Large-spored Drechslera gigantea is a Bipolaris species causing disease on the invasive grass Microstegium vimineum.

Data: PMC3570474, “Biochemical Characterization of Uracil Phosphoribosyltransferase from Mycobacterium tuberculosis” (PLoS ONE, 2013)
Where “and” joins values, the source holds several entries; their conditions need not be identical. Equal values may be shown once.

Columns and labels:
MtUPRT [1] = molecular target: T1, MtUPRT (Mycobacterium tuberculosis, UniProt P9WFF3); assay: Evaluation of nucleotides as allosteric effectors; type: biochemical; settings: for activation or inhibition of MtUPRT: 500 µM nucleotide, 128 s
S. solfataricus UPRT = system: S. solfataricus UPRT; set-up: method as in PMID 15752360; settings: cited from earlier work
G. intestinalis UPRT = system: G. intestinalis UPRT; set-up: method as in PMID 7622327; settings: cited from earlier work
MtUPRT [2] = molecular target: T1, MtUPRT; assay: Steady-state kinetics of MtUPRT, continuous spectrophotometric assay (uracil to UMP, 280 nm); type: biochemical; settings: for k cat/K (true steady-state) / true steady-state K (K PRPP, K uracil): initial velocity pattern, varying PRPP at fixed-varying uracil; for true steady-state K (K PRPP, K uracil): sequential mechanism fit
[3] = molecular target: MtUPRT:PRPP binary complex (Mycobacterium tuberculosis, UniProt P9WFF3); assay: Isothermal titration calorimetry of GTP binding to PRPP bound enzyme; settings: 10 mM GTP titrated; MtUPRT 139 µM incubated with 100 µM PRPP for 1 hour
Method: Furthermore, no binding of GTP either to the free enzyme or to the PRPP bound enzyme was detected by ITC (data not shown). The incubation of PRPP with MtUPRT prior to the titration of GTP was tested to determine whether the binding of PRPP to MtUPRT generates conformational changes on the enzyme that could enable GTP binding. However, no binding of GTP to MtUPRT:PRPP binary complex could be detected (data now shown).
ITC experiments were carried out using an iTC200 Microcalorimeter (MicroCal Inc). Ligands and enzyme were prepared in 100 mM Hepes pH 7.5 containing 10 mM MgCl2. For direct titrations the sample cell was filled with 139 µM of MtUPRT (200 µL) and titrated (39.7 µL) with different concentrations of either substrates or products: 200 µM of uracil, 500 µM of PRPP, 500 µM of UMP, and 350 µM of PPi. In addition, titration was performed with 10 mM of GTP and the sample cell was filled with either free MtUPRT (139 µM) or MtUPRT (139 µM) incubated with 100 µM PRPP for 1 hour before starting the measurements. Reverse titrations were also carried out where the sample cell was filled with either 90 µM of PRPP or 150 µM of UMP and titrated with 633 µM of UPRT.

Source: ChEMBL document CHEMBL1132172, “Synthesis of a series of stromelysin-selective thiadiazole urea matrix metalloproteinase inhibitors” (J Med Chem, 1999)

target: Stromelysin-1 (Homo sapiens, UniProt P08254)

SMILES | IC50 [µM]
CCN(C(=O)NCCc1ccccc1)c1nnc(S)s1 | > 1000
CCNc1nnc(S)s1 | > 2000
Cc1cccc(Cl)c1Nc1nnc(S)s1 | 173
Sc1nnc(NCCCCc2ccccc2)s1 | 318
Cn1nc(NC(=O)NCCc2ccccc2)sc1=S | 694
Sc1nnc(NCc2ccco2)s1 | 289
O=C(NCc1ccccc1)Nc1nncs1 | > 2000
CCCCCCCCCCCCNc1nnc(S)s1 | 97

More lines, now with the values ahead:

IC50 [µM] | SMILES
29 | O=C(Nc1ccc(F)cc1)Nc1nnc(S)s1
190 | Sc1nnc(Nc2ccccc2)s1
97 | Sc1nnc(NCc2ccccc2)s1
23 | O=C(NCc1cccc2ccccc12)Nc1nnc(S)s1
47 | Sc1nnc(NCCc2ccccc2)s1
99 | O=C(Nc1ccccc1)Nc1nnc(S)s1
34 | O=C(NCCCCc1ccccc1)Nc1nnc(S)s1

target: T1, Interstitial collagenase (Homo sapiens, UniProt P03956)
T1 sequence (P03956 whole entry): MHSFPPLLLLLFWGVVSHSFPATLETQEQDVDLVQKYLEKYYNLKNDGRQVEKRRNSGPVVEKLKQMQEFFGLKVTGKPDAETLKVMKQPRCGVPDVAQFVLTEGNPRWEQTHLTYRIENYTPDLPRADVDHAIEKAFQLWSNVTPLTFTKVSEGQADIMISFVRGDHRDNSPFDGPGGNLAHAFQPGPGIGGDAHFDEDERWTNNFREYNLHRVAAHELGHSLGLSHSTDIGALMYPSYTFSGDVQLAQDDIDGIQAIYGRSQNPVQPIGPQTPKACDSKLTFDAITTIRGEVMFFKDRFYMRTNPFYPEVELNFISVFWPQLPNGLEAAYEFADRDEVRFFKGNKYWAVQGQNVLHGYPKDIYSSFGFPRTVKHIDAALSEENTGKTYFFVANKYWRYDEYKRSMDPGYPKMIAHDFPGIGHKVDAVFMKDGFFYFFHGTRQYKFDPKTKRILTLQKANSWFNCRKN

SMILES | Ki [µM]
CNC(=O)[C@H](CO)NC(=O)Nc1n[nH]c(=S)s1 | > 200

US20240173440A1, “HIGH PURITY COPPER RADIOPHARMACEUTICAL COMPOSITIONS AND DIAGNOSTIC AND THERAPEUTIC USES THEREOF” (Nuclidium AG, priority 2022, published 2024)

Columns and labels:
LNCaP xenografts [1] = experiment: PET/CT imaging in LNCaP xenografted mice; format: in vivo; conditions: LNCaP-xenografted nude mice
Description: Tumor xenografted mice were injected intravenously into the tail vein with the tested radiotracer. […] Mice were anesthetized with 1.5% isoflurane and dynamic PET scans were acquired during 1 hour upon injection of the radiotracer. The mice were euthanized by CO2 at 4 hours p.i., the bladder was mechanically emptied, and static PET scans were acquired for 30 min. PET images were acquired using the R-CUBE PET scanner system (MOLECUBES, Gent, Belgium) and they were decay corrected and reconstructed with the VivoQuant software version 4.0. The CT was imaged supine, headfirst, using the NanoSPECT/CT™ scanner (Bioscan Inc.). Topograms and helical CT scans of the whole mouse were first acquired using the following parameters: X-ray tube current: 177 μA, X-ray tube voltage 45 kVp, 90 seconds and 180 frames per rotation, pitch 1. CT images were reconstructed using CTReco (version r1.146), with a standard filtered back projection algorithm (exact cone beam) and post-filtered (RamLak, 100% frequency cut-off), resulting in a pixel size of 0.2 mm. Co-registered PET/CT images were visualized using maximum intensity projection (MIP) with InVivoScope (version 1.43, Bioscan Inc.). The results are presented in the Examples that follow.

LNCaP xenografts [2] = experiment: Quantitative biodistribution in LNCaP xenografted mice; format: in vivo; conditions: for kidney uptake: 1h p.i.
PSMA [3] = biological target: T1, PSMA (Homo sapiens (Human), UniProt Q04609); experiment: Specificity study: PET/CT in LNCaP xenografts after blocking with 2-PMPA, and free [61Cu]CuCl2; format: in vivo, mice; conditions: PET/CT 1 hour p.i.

Environmentally damaging invasive plants can also serve as reservoir hosts for agricultural pathogens. Microstegium vimineum is an invasive C4 annual grass that is present throughout the midwestern and eastern United States. It can reach high densities in disturbed areas such as crop-forest interfaces, which creates the potential for pathogen spillover from M. vimineum to agricultural crops and native plants. A previous study that surveyed disease on M. vimineum found a large-spored Bipolaris species that was widespread on M. vimineum and also isolated from co-occurring native grasses. Here, we report that the large-spored fungus isolated from M. vimineum and the native grass Elymus virginicus is Drechslera gigantea, based on comparison with published descriptions of morphological traits, and establish that D. gigantea is a pathogen of M. vimineum and E. virginicus. We review the phylogenetic placement and taxonomic history of D. gigantea and propose that it be reassigned to the genus Bipolaris as Bipolaris gigantea.